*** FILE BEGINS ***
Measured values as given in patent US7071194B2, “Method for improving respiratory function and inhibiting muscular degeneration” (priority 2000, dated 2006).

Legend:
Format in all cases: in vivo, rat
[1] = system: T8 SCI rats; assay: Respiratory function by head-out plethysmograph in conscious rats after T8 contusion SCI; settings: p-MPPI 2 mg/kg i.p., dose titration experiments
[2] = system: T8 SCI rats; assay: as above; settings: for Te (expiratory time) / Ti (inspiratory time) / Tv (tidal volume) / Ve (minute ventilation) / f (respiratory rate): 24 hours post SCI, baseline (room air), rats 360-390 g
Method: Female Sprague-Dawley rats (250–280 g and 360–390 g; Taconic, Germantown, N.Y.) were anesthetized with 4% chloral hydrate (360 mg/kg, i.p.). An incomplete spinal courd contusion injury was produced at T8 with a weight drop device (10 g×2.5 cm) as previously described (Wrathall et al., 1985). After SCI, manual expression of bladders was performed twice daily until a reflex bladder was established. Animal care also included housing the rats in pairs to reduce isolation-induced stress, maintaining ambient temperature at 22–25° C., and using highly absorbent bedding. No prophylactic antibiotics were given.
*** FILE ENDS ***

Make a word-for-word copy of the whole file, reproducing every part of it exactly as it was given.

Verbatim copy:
Measured values as given in patent US7071194B2, “Method for improving respiratory function and inhibiting muscular degeneration” (priority 2000, dated 2006).

Legend:
Format in all cases: in vivo, rat
[1] = system: T8 SCI rats; assay: Respiratory function by head-out plethysmograph in conscious rats after T8 contusion SCI; settings: p-MPPI 2 mg/kg i.p., dose titration experiments
[2] = system: T8 SCI rats; assay: as above; settings: for Te (expiratory time) / Ti (inspiratory time) / Tv (tidal volume) / Ve (minute ventilation) / f (respiratory rate): 24 hours post SCI, baseline (room air), rats 360-390 g
Method: Female Sprague-Dawley rats (250–280 g and 360–390 g; Taconic, Germantown, N.Y.) were anesthetized with 4% chloral hydrate (360 mg/kg, i.p.). An incomplete spinal courd contusion injury was produced at T8 with a weight drop device (10 g×2.5 cm) as previously described (Wrathall et al., 1985). After SCI, manual expression of bladders was performed twice daily until a reflex bladder was established. Animal care also included housing the rats in pairs to reduce isolation-induced stress, maintaining ambient temperature at 22–25° C., and using highly absorbent bedding. No prophylactic antibiotics were given.